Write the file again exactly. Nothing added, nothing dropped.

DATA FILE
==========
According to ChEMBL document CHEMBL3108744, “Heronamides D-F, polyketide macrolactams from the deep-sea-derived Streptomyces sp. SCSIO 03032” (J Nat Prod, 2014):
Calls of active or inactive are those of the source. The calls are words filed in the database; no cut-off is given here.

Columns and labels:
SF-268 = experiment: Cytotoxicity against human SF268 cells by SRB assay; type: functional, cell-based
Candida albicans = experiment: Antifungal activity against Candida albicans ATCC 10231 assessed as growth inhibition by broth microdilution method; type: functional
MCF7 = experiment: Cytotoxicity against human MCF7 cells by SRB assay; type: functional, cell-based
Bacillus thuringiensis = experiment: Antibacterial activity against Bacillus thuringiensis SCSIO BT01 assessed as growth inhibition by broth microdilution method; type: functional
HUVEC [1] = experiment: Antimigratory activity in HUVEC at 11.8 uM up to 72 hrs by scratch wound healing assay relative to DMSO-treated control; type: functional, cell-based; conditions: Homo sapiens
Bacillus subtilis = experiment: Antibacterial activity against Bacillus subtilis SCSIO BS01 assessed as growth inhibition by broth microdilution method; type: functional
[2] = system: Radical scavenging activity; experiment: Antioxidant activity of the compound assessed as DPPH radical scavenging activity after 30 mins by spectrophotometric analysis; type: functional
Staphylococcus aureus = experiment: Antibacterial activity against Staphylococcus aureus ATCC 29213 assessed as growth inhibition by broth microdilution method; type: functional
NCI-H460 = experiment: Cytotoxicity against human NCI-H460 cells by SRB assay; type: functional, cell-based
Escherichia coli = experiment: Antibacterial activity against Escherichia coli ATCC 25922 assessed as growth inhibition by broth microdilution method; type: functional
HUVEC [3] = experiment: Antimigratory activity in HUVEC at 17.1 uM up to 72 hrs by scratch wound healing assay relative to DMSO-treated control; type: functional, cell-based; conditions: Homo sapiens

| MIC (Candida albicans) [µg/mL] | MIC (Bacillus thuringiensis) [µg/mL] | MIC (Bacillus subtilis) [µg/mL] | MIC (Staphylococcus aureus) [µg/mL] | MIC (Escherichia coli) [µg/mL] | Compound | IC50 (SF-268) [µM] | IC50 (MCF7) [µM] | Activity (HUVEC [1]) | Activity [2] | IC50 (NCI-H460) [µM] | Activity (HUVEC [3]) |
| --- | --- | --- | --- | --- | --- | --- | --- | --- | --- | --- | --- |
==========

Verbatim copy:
According to ChEMBL document CHEMBL3108744, “Heronamides D-F, polyketide macrolactams from the deep-sea-derived Streptomyces sp. SCSIO 03032” (J Nat Prod, 2014):
Calls of active or inactive are those of the source. The calls are words filed in the database; no cut-off is given here.

Columns and labels:
SF-268 = experiment: Cytotoxicity against human SF268 cells by SRB assay; type: functional, cell-based
Candida albicans = experiment: Antifungal activity against Candida albicans ATCC 10231 assessed as growth inhibition by broth microdilution method; type: functional
MCF7 = experiment: Cytotoxicity against human MCF7 cells by SRB assay; type: functional, cell-based
Bacillus thuringiensis = experiment: Antibacterial activity against Bacillus thuringiensis SCSIO BT01 assessed as growth inhibition by broth microdilution method; type: functional
HUVEC [1] = experiment: Antimigratory activity in HUVEC at 11.8 uM up to 72 hrs by scratch wound healing assay relative to DMSO-treated control; type: functional, cell-based; conditions: Homo sapiens
Bacillus subtilis = experiment: Antibacterial activity against Bacillus subtilis SCSIO BS01 assessed as growth inhibition by broth microdilution method; type: functional
[2] = system: Radical scavenging activity; experiment: Antioxidant activity of the compound assessed as DPPH radical scavenging activity after 30 mins by spectrophotometric analysis; type: functional
Staphylococcus aureus = experiment: Antibacterial activity against Staphylococcus aureus ATCC 29213 assessed as growth inhibition by broth microdilution method; type: functional
NCI-H460 = experiment: Cytotoxicity against human NCI-H460 cells by SRB assay; type: functional, cell-based
Escherichia coli = experiment: Antibacterial activity against Escherichia coli ATCC 25922 assessed as growth inhibition by broth microdilution method; type: functional
HUVEC [3] = experiment: Antimigratory activity in HUVEC at 17.1 uM up to 72 hrs by scratch wound healing assay relative to DMSO-treated control; type: functional, cell-based; conditions: Homo sapiens

| MIC (Candida albicans) [µg/mL] | MIC (Bacillus thuringiensis) [µg/mL] | MIC (Bacillus subtilis) [µg/mL] | MIC (Staphylococcus aureus) [µg/mL] | MIC (Escherichia coli) [µg/mL] | Compound | IC50 (SF-268) [µM] | IC50 (MCF7) [µM] | Activity (HUVEC [1]) | Activity [2] | IC50 (NCI-H460) [µM] | Activity (HUVEC [3]) |
| --- | --- | --- | --- | --- | --- | --- | --- | --- | --- | --- | --- |